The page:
“John” is Waiting for You at Signature Theatre in Arlington, Va

Nancy Robinette, Anna Moon and Jonathan Feuer in “John” at Signature Theatre. Photo by Margot Schulman.

By Sara Dudley Brown, Theatre Editor

“John” is a v-e-r-y long, but intensely interesting and satisfying mystery penned by Annie Baker of “The Flick” fame, for which she was awarded the Pulitzer Prize. Signature Theatre is giving “John” its DC premiere. The setting is a rather creepy Bed and Breakfast in Gettysburg, Pa, every inch filled with dolls, tchotchkes and Christmas lights that blink on and off unsettlingly. 

The mystery hinges on a young couple, Jenny and Elias, who on first meeting appear to be fine. Later, though, we learn that all is not well. Jenny (Anna Moon) has recently had an affair with someone named John while still in a supposedly monogamous three year relationship with Elias (Jonathan Feuer)). Jenny is fragile and almost child-like, and is disturbed by the presence of a doll she recognizes from her childhood. She focuses on this doll and on her feelings about it and other dolls and “matter” and expresses her view of life through them.

Ilona Dulaski, Anna Moon and Nancy Robinette in “John” at Signature Theatre.
Photo by Margot Schulman.

Elias, on the other hand, is trying to work out his feelings of being betrayed. Though Jenny has said over and over again that she’s faithful, every word she says becomes for him reason to suspect she’s still lying to him. He seems unhinged and irrational, leaving her alone for long periods. The writing of these scenes is disturbingly real and unsettling, but fascinating.

Directed by Joe Calarco, the spectacular over-loaded set by Paige Hathaway, mood lighting by Andrew Cissa and Sound Design by Kenny Neal (a huge part of this show, from the lugubrious and often spooky classical music, to things that go bump in the night) make this appear to be your worst nightmare B&B. Add to this mix a weird hostess, Mertis (Nancy Robinette), who seems slightly off and otherworldly, with a blind, possibly crazy friend, Genevieve (Ilona Dulaski), her unseen but always present said-to-be-sick husband, her fluttering about tidying up, turning lights on and off—incessantly—all these will drive you MAD! It’s supposed to…teehee.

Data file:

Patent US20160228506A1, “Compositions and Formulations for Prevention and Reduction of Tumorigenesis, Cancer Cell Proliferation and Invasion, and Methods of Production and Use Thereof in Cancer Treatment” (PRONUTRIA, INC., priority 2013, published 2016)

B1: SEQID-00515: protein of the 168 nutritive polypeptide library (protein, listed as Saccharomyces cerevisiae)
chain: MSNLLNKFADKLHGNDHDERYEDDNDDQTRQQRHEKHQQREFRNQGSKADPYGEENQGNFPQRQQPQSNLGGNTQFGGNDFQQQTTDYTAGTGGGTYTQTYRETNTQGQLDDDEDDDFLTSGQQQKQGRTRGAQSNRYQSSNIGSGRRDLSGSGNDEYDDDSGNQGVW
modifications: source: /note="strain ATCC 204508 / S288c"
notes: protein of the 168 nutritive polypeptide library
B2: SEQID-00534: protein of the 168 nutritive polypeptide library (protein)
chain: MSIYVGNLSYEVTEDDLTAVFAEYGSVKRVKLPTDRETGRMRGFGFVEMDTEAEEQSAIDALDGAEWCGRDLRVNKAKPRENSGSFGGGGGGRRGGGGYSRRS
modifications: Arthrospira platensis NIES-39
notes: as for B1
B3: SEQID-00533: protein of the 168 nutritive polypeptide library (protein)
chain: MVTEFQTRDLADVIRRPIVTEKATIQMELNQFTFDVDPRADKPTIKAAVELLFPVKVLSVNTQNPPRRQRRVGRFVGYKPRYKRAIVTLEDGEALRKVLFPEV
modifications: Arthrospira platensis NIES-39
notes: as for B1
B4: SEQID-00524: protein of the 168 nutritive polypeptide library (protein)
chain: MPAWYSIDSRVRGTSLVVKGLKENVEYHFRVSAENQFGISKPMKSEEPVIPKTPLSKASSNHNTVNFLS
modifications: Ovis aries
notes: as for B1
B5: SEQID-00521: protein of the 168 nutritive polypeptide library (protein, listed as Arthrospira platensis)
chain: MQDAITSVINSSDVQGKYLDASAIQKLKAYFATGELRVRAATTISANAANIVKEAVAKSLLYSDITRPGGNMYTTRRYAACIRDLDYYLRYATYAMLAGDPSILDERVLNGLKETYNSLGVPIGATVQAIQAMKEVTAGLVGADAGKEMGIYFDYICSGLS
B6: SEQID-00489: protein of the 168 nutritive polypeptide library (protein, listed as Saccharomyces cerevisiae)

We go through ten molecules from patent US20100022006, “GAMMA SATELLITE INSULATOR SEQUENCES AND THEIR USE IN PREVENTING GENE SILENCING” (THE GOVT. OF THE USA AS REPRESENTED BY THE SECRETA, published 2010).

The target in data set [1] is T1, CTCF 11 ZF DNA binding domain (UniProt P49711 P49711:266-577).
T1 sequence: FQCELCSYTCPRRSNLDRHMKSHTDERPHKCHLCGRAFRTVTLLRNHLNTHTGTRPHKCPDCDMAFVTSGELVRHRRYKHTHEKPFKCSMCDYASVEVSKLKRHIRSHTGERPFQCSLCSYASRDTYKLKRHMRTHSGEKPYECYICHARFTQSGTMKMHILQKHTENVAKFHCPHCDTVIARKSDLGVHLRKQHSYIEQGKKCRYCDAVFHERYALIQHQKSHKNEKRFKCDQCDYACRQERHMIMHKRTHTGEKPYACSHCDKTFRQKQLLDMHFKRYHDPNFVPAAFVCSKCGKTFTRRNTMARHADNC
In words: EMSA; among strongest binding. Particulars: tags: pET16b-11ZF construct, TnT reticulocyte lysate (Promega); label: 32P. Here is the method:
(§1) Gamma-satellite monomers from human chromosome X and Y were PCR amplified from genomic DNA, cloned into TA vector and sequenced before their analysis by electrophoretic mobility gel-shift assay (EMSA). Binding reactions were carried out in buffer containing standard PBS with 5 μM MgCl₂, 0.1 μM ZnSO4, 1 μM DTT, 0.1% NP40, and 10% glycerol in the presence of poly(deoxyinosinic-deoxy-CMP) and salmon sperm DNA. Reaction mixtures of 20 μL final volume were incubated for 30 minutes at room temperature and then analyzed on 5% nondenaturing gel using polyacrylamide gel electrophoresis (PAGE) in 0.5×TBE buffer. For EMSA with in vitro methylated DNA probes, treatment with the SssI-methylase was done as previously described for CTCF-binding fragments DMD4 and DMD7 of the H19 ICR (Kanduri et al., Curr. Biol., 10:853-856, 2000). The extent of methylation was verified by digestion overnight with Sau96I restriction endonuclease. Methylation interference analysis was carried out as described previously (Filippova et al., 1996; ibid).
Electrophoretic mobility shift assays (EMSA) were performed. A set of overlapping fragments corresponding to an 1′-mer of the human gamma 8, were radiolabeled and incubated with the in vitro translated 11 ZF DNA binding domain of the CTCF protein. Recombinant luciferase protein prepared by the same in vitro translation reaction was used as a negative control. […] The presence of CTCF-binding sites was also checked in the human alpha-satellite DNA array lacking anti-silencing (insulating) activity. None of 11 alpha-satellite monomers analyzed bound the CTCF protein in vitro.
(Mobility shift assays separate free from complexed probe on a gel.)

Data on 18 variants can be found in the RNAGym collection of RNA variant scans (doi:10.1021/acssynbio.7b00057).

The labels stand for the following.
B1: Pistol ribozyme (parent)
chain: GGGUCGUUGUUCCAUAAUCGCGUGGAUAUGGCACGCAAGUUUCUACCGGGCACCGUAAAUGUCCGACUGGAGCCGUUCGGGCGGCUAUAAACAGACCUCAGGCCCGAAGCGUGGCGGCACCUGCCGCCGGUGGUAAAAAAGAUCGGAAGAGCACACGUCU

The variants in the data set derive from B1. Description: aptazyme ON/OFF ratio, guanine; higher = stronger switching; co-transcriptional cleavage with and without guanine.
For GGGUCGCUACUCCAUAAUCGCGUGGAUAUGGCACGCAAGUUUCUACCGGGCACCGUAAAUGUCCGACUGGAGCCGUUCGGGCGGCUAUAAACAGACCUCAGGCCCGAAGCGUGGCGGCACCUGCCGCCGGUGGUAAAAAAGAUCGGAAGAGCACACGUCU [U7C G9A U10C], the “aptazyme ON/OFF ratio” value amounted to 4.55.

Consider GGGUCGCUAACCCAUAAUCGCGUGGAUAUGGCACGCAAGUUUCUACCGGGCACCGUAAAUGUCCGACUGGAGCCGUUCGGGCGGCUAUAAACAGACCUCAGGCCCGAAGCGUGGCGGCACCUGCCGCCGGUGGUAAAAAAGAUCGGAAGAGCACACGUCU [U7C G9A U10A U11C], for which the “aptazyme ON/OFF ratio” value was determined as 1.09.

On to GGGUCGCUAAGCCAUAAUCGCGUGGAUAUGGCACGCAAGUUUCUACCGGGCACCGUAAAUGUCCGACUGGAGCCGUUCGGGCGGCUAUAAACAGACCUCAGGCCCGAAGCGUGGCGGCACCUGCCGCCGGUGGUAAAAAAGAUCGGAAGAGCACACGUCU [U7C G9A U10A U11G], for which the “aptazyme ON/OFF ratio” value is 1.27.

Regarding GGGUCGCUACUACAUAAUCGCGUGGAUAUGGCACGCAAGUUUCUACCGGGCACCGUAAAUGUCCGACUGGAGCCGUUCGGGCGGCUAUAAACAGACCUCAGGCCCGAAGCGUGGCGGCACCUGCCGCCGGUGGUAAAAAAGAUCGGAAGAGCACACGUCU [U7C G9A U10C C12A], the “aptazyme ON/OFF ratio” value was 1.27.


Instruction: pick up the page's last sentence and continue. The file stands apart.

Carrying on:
Nancy Robinette, Jonathan Feuer and Ilona Dulaski in “John” at Signature Theatre.
Photo by Margot Schulman.

Go for Annie Baker’s disturbingly real writing, but stay for the Helen Hayes awarded Nancy Robinette, and the always surprising, but never disappointing Ilona Dulaski! These two women can fill the stage by just being there and breathing! And, if you at times find this show unbearably long, just focus on Nancy Robinette. She gives a master class in acting, often without speaking a word. Makes the evening totally charming and memorable! I can’t get a couple of the scenes/situations out of my mind. Eerie!

Nancy Robinette in “John” at Signature Theatre.
Photo by Margot Schulman.

And the ending—no spoiler alert here—will, I guarantee you, be worth the wait! Trust me!

NOW PLAYING UNTIL APRIL 29, At Signature Theatre, 4200 Campbell Avenue, Arlington, Va. $40-$94 (703-820-9771) or About 3 hours 20 minutes (seemed like 4—just kidding!)

Sara Dudley Brown

Sara Dudley Brown is the Theatre Editor of The Zebra Press. She graduated with a music degree in voice from Rollins College Conservatory of Music in Winter Park Florida. After several years of professional singing and acting (Disney World and The Kenley Theatres as well as voice-over and film here in the DMV area), trying and failing miserably at being Barbra Streisand (the post was already filled), Sara decided to take her lifelong love of music and the theatre to create a profession which would use everything she had learned theatrically and musically over the years—corporate event production and management. She began with department store events, working for the May Company putting on events in 18 stores, and went on to found her own corporate event management company. She recently retired after 30 years of mounting mega events internationally and domestically for some of the world’s top aviation manufacturers. Now Sara is once again using her years of theatrical work as well as her musical training to review Metro Area professional theatre productions for The Zebra Press. She thinks this is a much more sane way to live and never tires of the excitement of a theatre opening!

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One Comment

  1. I wish I were closer than Florida and could attend “John.” It sounds just fabulous. Great review SDB.

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